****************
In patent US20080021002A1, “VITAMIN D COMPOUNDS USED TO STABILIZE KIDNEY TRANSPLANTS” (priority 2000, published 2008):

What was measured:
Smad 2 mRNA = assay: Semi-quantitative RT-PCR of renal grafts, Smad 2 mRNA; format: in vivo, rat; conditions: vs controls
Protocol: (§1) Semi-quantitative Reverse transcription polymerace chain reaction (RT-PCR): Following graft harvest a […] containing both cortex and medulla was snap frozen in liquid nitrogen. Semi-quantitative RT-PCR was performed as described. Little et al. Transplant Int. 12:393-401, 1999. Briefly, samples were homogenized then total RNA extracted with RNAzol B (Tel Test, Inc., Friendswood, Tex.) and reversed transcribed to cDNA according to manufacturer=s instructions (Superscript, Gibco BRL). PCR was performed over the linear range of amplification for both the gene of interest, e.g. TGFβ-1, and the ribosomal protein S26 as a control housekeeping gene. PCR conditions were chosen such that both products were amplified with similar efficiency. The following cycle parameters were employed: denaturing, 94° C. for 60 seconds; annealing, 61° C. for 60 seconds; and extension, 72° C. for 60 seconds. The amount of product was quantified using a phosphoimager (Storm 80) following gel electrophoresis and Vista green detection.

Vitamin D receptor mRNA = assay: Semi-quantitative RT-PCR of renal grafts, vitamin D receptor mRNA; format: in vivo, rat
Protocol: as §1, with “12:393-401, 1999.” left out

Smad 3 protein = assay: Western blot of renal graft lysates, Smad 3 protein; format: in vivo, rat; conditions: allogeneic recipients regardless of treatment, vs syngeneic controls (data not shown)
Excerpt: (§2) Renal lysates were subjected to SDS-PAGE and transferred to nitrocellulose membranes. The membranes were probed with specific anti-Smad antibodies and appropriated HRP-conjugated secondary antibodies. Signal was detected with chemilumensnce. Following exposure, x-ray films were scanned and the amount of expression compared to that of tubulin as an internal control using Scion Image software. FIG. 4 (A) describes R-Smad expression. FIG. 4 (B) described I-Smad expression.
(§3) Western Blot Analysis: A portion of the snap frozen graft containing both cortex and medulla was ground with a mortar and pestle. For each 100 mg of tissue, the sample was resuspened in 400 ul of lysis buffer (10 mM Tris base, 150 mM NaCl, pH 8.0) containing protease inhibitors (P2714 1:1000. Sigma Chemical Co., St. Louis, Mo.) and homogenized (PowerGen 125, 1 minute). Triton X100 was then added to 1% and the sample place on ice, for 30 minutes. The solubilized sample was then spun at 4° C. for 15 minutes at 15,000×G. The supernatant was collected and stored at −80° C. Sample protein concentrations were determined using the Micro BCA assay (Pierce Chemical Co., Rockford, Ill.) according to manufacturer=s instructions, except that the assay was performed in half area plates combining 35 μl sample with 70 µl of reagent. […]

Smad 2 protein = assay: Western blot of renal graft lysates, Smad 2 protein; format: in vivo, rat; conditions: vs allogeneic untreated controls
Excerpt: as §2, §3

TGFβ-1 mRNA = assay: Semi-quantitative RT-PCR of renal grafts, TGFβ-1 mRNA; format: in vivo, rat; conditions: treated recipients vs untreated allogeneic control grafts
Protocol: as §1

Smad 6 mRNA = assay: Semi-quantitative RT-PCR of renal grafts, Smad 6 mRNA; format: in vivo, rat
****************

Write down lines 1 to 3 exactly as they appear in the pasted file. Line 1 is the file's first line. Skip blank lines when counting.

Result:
In patent US20080021002A1, “VITAMIN D COMPOUNDS USED TO STABILIZE KIDNEY TRANSPLANTS” (priority 2000, published 2008):

What was measured:
Smad 2 mRNA = assay: Semi-quantitative RT-PCR of renal grafts, Smad 2 mRNA; format: in vivo, rat; conditions: vs controls